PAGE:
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Cannabis Question, The 1x53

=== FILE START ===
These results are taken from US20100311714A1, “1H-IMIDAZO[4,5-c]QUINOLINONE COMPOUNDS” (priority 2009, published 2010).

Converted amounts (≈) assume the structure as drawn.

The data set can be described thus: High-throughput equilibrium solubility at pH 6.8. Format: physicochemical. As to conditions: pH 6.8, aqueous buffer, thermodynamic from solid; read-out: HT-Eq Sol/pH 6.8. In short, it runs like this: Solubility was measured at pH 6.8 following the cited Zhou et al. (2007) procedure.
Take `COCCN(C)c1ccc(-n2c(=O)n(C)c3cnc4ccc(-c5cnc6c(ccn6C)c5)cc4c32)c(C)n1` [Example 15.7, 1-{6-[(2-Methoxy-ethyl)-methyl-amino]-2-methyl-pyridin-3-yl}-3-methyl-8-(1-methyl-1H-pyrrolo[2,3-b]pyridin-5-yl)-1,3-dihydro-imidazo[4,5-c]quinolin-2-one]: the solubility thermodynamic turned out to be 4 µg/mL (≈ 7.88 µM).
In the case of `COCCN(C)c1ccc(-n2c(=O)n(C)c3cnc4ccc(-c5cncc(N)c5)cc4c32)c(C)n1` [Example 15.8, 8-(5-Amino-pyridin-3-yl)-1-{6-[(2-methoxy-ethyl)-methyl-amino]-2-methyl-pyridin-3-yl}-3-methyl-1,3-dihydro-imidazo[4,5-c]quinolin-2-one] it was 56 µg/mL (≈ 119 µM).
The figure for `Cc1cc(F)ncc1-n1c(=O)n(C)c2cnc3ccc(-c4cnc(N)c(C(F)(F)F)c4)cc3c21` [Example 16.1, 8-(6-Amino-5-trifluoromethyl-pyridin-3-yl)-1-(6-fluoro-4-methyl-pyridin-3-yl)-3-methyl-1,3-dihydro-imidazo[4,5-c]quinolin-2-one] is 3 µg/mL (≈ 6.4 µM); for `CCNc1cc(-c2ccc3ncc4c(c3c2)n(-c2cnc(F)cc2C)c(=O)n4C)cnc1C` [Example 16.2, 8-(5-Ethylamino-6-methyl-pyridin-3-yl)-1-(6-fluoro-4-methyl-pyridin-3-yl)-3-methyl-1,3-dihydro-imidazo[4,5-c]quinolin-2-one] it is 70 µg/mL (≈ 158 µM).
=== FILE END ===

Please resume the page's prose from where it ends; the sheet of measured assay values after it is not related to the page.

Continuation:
A huge social experiment is underway. Fifty-five million Americans say they currently use cannabis, and that number is expected to grow as voters push for legalization in more and more states. Though many believe cannabis is benign, and even beneficial, the federal government classifies it—like heroin—as a Schedule 1 drug, one that has no medical uses and poses serious safety concerns. Because of its classification, research on the plant’s complex chemical makeup—and its effects on users—is lagging. Cannabis contains 100 different cannabinoids, chemicals that mimic ones found throughout our bodies. One is THC, which produces the high associated with cannabis use. Another, called CBD, shows promise for treating seizures, PTSD, opioid addiction, and insomnia. NOVA investigates the story of cannabis in the U.S., from the criminalization that has disproportionately harmed communities of color to the latest medical understanding of the plant. What risks does cannabis pose to the developing brain? How much do we know about its potential medical benefits? As cannabis becomes socially accepted, scientists are racing to understand its long-term health consequences.